What is Outsider Art? This is a question that I posed to many of the galleries and even founding director Sanford Smith of The Outsider Art Fair as it celebrates its 20th Year. This past Friday evening, I ran around the venue of 7 West 34th Street, soon to be home of Volta, with Art Advisor and visionary Rakien Nomura and found myself ruminating over this question. Outsider art also known as Art Brut, was first coined by artist Jean Dubuffet and isn’t necessarily my favorite genre, however I know some artists who identify with this title and I have always had a penchant for the quirky and beautifully disturbing drawings of Henry Darger. Darger, I learned, is somewhat of a pop icon within the outsider art movement. But first things first, if there are outsider artists, this means of course that there are insiders, those who either have set a certain standard or are members of a club that many can’t join. Is this what outsider means? All art is contemporary as it comes to fruition, however there are categories that define art into various systematic realms which fall between high-brow and low-brow. Outsider art is ostensibly low-brow.
Walking around the fair I couldn’t help but notice the stylistic differences varying from booth to booth. Most of the artwork has a certain naïveté that comes with being untrained. It is an unbridled innocence that unlike an artist such as Picasso, doesn’t come from years of training and following in the deconstruction of ones practice. There is a purity in the work that the art community at large might not necessarily equate with being good, but that is entirely another conversation. When it comes down to it, people like to buy art and most buy whatever it is they find appealing. Collectors come in all different shapes and sizes as do their tastes and from what I heard while walking around the fair, work is selling.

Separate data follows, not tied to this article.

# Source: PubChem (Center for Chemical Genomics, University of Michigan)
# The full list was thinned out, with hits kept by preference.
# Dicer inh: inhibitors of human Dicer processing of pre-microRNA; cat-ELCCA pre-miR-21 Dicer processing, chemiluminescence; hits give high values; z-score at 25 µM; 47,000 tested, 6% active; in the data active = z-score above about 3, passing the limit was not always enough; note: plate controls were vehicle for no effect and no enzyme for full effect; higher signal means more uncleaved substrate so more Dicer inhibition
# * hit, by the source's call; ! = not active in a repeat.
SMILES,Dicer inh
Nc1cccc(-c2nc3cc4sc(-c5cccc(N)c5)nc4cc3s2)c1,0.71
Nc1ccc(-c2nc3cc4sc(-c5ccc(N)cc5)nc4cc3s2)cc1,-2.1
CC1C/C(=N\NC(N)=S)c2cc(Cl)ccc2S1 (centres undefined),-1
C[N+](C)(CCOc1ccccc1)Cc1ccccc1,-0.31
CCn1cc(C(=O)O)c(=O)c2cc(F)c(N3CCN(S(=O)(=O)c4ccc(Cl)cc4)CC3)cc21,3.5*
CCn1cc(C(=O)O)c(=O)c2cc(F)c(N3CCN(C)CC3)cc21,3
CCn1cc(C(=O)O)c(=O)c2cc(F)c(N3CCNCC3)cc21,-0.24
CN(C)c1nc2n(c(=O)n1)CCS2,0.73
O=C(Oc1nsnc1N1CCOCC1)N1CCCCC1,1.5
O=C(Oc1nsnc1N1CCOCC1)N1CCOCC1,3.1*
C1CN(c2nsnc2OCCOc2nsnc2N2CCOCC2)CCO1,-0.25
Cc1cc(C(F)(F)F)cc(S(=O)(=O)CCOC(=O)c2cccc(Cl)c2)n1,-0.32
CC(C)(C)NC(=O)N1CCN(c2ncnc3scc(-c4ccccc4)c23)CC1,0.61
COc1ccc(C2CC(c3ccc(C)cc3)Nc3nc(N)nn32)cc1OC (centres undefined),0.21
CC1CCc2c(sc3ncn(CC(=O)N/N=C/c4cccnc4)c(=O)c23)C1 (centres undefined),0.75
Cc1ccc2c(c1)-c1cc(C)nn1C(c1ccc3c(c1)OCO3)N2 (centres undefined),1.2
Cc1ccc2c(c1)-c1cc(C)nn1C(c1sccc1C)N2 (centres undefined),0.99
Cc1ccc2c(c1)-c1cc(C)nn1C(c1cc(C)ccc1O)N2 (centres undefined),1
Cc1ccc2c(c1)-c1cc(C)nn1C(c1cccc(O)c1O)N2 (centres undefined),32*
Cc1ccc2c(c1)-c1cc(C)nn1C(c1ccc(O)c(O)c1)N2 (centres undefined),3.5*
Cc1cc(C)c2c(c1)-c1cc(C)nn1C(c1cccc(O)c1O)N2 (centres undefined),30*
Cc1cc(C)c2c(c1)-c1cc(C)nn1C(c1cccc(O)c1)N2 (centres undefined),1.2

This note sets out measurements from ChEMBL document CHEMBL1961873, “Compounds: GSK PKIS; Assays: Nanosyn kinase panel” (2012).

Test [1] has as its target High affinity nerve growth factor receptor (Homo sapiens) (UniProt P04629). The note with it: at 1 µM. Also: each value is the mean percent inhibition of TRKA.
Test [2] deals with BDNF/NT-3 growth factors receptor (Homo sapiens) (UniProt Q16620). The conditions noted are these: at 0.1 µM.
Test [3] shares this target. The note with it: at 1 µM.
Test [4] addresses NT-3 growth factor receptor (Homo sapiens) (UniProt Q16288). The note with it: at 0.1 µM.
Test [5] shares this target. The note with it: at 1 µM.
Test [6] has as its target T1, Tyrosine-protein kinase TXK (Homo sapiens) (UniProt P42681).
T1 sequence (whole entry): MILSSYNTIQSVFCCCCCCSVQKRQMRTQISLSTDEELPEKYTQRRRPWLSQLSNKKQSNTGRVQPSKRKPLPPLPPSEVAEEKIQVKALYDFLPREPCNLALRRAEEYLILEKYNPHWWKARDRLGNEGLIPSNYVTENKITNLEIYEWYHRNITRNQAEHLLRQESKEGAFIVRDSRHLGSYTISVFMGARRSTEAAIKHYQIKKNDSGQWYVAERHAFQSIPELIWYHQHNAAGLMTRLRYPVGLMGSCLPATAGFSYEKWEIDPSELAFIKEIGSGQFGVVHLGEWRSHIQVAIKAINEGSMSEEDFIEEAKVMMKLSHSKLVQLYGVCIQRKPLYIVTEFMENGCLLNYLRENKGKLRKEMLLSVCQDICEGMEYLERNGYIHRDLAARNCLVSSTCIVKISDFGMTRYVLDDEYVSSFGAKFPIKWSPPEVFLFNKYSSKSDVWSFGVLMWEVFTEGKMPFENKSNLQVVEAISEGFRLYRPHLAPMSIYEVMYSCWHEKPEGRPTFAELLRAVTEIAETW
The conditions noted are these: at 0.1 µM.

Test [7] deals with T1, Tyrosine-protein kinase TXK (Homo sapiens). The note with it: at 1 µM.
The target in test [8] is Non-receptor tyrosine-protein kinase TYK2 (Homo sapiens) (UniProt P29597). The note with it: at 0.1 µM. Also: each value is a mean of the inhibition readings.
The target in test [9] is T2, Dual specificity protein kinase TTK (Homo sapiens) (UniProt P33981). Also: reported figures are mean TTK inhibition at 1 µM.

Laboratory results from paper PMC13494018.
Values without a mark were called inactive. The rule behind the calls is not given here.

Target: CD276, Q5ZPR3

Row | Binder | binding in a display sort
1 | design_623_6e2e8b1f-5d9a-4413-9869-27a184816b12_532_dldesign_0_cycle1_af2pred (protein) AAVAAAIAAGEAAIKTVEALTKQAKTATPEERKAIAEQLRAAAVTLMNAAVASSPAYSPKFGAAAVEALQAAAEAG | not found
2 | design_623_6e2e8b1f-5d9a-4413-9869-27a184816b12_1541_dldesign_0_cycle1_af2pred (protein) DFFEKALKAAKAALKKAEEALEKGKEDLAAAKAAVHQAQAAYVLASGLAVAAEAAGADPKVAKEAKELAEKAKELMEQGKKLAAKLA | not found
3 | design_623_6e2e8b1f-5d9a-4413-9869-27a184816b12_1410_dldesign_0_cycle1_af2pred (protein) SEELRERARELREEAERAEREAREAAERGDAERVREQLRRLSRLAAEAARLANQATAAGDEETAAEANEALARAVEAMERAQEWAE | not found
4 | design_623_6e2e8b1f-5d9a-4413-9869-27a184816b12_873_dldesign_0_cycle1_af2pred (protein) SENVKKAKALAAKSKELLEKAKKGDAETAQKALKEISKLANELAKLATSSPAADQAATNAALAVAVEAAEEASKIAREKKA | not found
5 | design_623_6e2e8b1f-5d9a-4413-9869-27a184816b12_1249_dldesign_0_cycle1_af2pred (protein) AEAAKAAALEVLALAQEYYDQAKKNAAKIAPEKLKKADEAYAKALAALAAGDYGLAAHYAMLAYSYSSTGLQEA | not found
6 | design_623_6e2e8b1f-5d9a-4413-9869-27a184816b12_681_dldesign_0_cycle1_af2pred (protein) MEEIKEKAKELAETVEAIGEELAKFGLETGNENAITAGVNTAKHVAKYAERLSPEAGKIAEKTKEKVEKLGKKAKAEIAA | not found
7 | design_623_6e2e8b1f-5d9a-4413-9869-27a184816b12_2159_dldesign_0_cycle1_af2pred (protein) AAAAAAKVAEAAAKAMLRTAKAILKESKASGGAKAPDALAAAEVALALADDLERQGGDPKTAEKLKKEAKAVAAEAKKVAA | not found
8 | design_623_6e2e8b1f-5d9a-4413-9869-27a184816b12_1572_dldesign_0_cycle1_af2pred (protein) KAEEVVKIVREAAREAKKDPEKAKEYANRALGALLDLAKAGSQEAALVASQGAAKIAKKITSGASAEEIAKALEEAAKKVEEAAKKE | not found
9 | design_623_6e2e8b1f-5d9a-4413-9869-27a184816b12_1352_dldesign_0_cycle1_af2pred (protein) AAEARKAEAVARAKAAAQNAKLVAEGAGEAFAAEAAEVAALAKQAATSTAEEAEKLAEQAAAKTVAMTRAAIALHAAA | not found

Some of the featured artwork felt much more realized than others. Such is the case with the dapper gents who sat representing the Red Truck Gallery based in New Orleans. The painting shown above, is a surrealistic narrative love affair between an astronaut and a mermaid. The artist has obviously honed in on his craft and the style of the piece resonates visually and thematically with tattoo culture. It is here, hidden in the term “narrative” where my conversation with Dealer Stephen Romano comes into play. When asked to define outsider art, we started to have what could have been quite a long conversation. Something that I latched on to, was his determining that the narrative is more important than the execution or the piece itself. In this day and age, most contemporary artists shiver at the use of the term narrative, so it makes sense that an outsider artist would embrace it. Several of the galleries present, including the booth of RHD (Resources for Human Development), whom Mr. Nomura represented and assisted in facilitating their presence at the fair, featured artists with severe mental and physical disabilities. A woman whom I spoke with who is the director of Oasis Art Center in Philadelphia and associated with RHD, Pat Lyons, said that she has been present for much of the art making process and that for her outsider art is “the authenticity of tapping into a joyous simplicity”. For many individuals who remain outside of society either due to physical and mental restraints, or even incarceration, the act of making something regardless of skill level or background lends itself to a form of communication even in the most rudimentary terms. For the general public, social networking is a tool that once unlocked opens the door leading to possibilities in a world ripe with global communication. According to Stephan Romano, this social skill is a continuum that is taught to young artists with fervor in an academic setting however outsider artists never have this chance and instead of discovering an asset, are faced with challenges and obstacles, which for the average person are not far out of reach. In the end, a determination can be surmised that art is going to be executed, it will be made and sold, regardless of labels, educational training and social status everyone has a chance to find his/her own niche whether you land outside or inside the box.